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Backbone.js has a neat feature where you are able to sync changes back to your sever using standard HTTP verbs.

For example you may have a model object and some code which executes a get:

var coolModel = Backbone.Model.extend({url:'mysite/mymodel'});
var myCoolModel = new coolModel();
myCoolModel.fetch({error:processError});

Under the case where the server returns a 4XX or 5XX the error function 'processError' is run, which is great, you are able to process the error in which ever way suits.

As backbone.js uses jQuery to perform the GET, Jquery reports the error, which it is. The 4XX is a valid error which should be recovered from, my client side app is not broken, it just needs to behave slightly differently.

My question is - is it considered bad practice to have this error raised from jQuery displayed in the browsers console window or status bar? Should I be suppressing this error somehow so that users in production don't see an error reported by the browser when the error is recoverable? Or is it correct in the land of HTTP to leave it as is?

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If you have model validation in place and your server side script works correctly than you should not see these errors. In any case, if user did not cause these errors by wrong input etc, don't show them to the user. –  mvbl fst Jun 28 '12 at 21:46
    
Does jQuery really report errors to the console? Or do you mean the network panel of your browser's debugging tool, where the status codes can be seen? –  Bergi Jun 28 '12 at 21:58

2 Answers 2

up vote 2 down vote accepted

Handling errors in Backbone is a really interesting topic and one I hope to write about at some point. It's very nice to visually indicate errors to your users in a non-obtrusive manner. Some things to consider are:

  • Your users are not looking at the status bar or developer tools
  • Your users are expecting specific behavior from your application
  • When your application does not behave correctly visual problem indicators are important

I'd recommend considering how the failure impacts the user's intention. For instance if they are fetching data for the first page and that data is not returned correctly, you will need to handle the error by displaying a failure of data retrieved (or even better fall back on previously loaded data from a cache... it it exists). If the intention is to save an item and the error code returned is 400 that is definitely not a success and should be indicated that the user should retry saving again, (or perhaps attempt a re-save on an interval).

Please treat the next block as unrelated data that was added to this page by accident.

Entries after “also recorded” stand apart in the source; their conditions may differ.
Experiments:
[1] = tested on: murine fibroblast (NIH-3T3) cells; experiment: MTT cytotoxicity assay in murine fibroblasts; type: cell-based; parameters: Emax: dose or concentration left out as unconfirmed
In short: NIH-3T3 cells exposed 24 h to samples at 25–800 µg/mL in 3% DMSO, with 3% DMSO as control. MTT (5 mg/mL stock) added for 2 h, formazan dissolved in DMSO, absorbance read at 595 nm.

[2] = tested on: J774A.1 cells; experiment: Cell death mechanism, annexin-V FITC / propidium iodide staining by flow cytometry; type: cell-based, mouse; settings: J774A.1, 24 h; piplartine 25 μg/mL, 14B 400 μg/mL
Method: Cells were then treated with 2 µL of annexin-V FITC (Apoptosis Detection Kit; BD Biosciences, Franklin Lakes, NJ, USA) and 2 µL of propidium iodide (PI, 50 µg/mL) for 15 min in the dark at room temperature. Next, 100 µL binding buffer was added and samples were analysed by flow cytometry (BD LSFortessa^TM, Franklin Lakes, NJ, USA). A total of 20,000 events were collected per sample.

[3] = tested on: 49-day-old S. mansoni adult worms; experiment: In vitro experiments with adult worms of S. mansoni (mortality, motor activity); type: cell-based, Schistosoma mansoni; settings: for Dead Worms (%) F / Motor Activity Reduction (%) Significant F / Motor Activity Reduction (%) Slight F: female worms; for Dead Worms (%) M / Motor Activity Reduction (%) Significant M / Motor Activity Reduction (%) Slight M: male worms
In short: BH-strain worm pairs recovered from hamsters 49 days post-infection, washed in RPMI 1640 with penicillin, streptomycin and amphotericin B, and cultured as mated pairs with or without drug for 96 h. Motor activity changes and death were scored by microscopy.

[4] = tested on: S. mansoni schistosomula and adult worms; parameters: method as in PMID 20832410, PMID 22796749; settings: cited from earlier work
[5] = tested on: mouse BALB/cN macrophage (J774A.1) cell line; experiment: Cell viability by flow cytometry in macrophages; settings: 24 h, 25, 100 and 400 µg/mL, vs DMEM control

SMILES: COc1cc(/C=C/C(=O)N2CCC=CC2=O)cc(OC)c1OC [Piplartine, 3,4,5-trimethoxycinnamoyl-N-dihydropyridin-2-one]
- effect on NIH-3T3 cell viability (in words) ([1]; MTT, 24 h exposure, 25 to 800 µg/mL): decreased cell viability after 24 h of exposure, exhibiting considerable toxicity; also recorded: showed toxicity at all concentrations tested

You can silently ignore errors and not indicate them, but your users will get confused and it will lead to unexpected problems. I can't preach to use perfect error handling, because I'm still getting better at it myself.

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I would say HTTP status codes are there for a reason, entirely valid if the reason for them is valid, so yes, just use them. However: 400 means Bad Request, which means the input is syntactically wrong. You should send a more appropriate header (like 409 for a conflict, 428 for a failed precondition, etc.). I'm struggling to come up with a project with a valid use for 418 I'm a teapot, but I will succeed some day..

Anybody interested in the inner workings of your site could look at the console, but there should be no problem with this, nor should you overly pander to a clean look there, just make sure your own process flow is sound.

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1  
Thanks for this. I might not have been clear. I will amend my question. I'm comfortable that using status codes is the way to go, and its not really a question of which status code to use. My question is is it appropriate to suppress this error so that users in production don't see an error reported by the browser when the error is recoverable. –  Amy Palamountain Jun 28 '12 at 21:59
1  
'normal' users will not see any error.. People with the console 'open' are not normal users. It would be like you being a taxi-driver, and your clients popping open the hood of your car to asses your engine: doesn't happen really. Or am I still missing the point somewhere? –  Wrikken Jun 28 '12 at 22:04

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